Friday, November 02, 2012

The President puts over half the country on his enemies list.

Obama tells his supporters to get "revenge" on their opponents.

Here is his "closing argument" in his campaign:



Jennifer Rubin analyzes:

That’s the best he can do? “Voting is the best revenge”? And against whom should voters seek “revenge” — other Americans? A candidate who has the support of about half the electorate? It is mind-boggling, really, that this sort of snide, negative motivation is what President Obama has saved up for his final appeal.

But that’s really been the story of his campaign all along. Carpet-bomb Mitt Romney with negative ads during the summer and then make the last week of the campaign about Big Bird, “Romnesia” and “binders full of women.” He apparently has given up on luring independent, less-partisan voters (Romney leads by double digits among independents, most pollsters say). In his yearning to turn out his base he must imagine that those voters bear as much animus against his opponents as he does. But of course that’s not how he turned out his base last time. Then it was hope and change; now Romney is the hope and change candidate.

Voting for president is unlike any other choice voters make. Most people don’t have to feel comfortable, let alone be proud, of their congressman. Not a lot of gubernatorial races turn on who is the more narcissistic candidate. When casting their vote for president, however, many voters want to feel proud of their selection and proud of the vote they are casting not only for themselves but for their future. “Revenge” is the last thing on their minds.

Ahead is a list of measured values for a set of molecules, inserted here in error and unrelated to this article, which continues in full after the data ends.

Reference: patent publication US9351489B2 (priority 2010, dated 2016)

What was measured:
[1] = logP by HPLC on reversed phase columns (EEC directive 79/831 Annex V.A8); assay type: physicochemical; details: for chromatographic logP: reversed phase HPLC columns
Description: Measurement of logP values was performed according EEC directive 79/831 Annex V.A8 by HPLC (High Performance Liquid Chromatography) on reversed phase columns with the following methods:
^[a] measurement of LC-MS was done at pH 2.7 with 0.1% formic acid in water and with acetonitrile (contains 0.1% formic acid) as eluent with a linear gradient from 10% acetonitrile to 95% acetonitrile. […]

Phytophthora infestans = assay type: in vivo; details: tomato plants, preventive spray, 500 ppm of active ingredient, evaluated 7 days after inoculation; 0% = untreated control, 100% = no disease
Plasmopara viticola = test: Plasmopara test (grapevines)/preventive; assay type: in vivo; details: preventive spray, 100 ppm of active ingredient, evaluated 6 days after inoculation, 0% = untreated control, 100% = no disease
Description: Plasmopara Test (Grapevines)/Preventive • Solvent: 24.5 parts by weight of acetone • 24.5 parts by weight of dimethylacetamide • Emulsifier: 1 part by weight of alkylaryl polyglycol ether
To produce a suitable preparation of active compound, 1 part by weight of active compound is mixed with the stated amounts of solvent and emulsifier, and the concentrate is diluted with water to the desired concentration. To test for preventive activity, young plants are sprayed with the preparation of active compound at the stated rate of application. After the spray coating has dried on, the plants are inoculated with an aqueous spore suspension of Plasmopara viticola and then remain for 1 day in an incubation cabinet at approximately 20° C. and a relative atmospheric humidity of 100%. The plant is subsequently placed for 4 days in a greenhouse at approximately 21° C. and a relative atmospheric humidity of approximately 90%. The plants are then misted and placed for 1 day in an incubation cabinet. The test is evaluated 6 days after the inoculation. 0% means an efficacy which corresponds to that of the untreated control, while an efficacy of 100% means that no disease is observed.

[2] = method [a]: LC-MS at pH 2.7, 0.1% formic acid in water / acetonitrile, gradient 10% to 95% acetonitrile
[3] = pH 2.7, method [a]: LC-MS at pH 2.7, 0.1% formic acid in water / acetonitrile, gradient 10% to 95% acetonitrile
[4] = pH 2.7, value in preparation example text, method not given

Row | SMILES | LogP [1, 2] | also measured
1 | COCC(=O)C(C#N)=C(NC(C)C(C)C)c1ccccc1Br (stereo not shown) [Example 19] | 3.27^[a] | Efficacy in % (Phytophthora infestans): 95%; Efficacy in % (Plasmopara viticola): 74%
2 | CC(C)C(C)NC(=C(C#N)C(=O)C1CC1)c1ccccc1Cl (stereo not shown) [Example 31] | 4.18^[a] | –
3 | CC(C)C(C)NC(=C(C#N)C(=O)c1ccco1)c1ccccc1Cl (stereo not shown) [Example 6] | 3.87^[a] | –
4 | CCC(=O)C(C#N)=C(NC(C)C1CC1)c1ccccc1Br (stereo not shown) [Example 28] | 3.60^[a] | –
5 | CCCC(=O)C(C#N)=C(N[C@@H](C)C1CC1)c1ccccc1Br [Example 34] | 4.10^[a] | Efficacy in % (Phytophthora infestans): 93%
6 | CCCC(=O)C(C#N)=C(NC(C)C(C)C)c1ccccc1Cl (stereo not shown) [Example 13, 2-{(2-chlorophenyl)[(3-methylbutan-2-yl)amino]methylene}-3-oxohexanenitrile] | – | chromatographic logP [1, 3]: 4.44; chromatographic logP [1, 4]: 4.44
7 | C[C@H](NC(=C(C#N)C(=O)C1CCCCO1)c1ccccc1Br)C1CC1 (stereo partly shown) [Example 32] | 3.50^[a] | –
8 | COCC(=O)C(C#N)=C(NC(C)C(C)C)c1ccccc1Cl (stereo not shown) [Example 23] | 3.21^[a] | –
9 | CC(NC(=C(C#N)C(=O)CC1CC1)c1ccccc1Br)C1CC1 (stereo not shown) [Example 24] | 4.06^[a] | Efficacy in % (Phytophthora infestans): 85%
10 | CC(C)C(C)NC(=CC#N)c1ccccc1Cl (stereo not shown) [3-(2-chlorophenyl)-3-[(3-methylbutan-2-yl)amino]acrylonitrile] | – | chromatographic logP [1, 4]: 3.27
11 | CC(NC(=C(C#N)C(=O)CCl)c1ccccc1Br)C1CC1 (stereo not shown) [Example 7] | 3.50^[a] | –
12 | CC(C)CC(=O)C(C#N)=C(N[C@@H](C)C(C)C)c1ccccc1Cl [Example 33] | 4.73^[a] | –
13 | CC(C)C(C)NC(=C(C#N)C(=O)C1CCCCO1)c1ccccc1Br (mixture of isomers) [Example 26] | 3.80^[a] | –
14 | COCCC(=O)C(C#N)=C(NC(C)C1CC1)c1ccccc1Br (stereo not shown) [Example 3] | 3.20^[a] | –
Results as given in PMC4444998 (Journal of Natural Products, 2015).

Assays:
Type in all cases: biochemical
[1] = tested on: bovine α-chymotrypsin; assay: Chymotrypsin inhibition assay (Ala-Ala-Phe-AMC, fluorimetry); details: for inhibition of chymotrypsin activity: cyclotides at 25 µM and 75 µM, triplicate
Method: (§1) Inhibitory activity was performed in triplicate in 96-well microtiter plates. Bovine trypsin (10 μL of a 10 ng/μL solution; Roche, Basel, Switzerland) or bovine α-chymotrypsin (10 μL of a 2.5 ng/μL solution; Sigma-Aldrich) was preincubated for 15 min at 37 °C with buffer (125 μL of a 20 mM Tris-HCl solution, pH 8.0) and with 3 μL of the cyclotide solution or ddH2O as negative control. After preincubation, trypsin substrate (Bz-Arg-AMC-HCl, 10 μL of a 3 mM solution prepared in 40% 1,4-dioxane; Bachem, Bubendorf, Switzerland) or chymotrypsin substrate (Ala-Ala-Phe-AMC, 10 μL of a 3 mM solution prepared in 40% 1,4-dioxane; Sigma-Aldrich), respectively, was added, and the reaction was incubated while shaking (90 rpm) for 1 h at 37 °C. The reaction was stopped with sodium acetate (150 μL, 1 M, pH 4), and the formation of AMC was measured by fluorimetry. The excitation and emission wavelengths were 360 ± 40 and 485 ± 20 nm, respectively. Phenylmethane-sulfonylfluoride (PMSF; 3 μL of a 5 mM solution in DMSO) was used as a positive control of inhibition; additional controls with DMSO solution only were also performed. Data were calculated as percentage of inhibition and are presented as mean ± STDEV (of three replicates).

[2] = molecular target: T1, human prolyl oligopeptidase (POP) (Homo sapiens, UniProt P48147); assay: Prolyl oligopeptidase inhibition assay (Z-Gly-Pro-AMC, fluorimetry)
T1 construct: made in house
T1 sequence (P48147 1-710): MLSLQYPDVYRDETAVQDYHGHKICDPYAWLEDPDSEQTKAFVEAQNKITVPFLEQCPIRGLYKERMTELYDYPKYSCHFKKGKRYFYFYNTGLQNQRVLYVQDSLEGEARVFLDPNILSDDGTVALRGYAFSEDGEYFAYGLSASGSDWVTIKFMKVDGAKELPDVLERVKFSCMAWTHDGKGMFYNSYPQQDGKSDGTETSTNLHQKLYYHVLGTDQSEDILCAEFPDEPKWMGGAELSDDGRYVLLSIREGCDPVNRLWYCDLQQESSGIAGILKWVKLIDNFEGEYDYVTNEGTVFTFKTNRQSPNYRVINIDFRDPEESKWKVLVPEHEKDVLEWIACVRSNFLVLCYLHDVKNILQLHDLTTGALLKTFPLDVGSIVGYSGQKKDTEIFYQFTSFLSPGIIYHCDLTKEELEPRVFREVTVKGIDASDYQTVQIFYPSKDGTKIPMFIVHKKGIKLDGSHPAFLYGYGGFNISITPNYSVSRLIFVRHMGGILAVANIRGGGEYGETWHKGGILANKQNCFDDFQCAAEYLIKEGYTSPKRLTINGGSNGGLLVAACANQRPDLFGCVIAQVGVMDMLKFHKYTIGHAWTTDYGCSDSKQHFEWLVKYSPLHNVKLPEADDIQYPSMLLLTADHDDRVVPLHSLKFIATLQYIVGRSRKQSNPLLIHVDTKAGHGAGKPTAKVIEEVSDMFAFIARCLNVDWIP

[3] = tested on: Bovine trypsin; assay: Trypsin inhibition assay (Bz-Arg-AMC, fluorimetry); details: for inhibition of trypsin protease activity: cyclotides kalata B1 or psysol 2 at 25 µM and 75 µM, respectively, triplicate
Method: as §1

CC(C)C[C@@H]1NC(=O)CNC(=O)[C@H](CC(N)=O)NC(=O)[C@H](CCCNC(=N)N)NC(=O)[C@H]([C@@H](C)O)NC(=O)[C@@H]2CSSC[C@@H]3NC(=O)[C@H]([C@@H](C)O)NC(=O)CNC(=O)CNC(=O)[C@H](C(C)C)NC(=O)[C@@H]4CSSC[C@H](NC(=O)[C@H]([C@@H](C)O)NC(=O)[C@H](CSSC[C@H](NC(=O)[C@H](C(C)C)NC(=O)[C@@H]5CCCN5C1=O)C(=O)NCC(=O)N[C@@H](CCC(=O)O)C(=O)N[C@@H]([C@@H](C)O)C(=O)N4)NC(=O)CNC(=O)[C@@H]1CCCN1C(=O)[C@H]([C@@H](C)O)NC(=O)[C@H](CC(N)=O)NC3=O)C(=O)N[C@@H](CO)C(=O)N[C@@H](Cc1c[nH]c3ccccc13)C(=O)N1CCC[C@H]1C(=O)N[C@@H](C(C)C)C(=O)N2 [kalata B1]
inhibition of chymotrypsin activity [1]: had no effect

This class hatred/revenge motif has been trending upwards ever since the last unhinged days of the Gore campaign. You simply don't see this on the right.

These people are unhinged and this kind of thinking is dangerous. This is the kind of talk we expect from Nazis and Communists, not fargin' American Democrats.

What a refreshing change we see in Mitt Romney:

Line of the night:

Romney: “He asked his supporters to vote for revenge — for revenge. Instead I ask the American people to vote for love of country.”

— Matt Viser (@mviser) November 3, 2012

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